How did you get introduced to the community lifestyle?
I got into this life unexpectedly; it was a turn of fate. I was studying Sociology and Politics as an Open University course and we’d often meet in a local pub. One guy who was not in the usual group talked about a community which was being set up a few miles away.
Describe what living in a commune means to you.
I have lived at Old Hall since 1975. I suppose we were pioneers at the time. Old Hall, an organic farm, is one of the oldest and most well established and with renewed interest in ecological issues and climate change. Residents enjoy the outdoor life. We have our own water supply from a borehole and we have photovoltaic solar panels. We grow most of our food and care about the environment. Community life keeps you fit; I am 84 and I am up at 6am most mornings to milk our cows by hand and cook for 30 plus people, two or three times a week.
What is it like for a child to be part of a commune?
It’s great or children, I came here with my four. They learn what it is like to live healthily, organically where possible and there is no hierarchy. The children have a nice relationship with adults and get involved in jobs outside of school, although there are not many children now; eight altogether.
How is it decided who can live at Old Hall?
People find out about Old Hall via the website and often people write in asking to visit for six months. During that time we get to know them and vice versa. All decisions are made by consensus. We get a lot of interest from young families which is just as well, as some of us are getting on a bit!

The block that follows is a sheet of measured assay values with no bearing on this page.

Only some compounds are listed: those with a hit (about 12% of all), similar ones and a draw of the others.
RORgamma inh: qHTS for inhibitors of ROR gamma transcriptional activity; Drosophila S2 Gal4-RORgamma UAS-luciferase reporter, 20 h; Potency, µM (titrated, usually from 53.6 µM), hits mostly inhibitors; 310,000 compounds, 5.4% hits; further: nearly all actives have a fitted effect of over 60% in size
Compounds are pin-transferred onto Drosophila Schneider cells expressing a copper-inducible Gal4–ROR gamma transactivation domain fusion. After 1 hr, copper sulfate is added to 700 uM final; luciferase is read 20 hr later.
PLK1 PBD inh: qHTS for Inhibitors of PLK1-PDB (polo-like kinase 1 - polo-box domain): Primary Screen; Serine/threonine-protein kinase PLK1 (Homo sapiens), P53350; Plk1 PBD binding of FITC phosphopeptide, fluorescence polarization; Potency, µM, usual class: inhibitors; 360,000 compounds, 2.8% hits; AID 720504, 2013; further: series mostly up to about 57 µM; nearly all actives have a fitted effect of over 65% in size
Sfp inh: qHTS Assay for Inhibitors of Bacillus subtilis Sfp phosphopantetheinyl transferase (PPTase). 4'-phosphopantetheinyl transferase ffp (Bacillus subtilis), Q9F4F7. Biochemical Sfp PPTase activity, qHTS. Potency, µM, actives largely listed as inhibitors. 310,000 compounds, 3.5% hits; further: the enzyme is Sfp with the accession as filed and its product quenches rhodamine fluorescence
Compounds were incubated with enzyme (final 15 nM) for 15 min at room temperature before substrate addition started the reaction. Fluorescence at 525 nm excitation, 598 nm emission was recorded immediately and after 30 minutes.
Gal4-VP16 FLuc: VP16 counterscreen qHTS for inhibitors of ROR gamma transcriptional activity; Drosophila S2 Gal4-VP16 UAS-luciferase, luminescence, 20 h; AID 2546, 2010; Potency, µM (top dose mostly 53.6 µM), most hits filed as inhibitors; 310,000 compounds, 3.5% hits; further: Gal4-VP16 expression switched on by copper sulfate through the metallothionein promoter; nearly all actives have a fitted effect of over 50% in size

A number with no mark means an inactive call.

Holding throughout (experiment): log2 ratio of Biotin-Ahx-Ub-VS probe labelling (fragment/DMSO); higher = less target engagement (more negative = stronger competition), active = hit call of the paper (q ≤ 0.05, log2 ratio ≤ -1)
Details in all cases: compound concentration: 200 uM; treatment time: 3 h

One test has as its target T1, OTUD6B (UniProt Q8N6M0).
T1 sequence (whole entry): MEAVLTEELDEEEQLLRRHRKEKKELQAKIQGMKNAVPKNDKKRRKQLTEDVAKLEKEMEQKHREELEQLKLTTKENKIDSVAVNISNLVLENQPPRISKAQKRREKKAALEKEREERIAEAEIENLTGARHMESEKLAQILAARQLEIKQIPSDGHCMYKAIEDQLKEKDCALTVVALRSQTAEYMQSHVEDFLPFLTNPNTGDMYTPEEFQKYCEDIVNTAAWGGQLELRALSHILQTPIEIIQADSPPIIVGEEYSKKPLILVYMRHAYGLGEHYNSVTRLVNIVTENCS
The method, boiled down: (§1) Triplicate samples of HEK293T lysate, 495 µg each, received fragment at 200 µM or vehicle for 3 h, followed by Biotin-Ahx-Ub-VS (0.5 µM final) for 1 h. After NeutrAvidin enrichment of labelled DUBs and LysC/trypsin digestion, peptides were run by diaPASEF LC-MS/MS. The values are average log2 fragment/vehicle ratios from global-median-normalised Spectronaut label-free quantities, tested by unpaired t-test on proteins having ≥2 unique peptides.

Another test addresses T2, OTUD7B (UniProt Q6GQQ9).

Do people have jobs outside of the commune?
Most people have part-time paid employment outside the community. We have teachers, doctors, lawyers; a variety of jobs. Some people take on roles within Old Hall whether it be secretarial or looking after the accounts. I’ve worked in a school but I’m retired and there is a lot of work to do – farming and vegetable growing takes a lot of time!
What is private and what is shared?
One reason we’ve been successful is that we have our own space. I have a big sitting room with three bedrooms to accommodate family and visitors. Some people have private bathrooms but the majority share. We share a great big kitchen and eat food together. We eat outside a lot. We mostly get on together but with any groups there are occasional conflicts, but on the whole we are one big family.
What is your stand out memory from Prior’s Field?
Our headmistress ‘Bice’ as she was known, was frightening and called all of us her ‘creatures’. We were so grateful for her art lectures. They were so special and something other schools just didn’t offer. In my day at PF, everyone was a boarder and I think that sharing life with others back then has helped me be a good community member now.
You can find out more about Old Hall by visiting www.oldhall.org.uk
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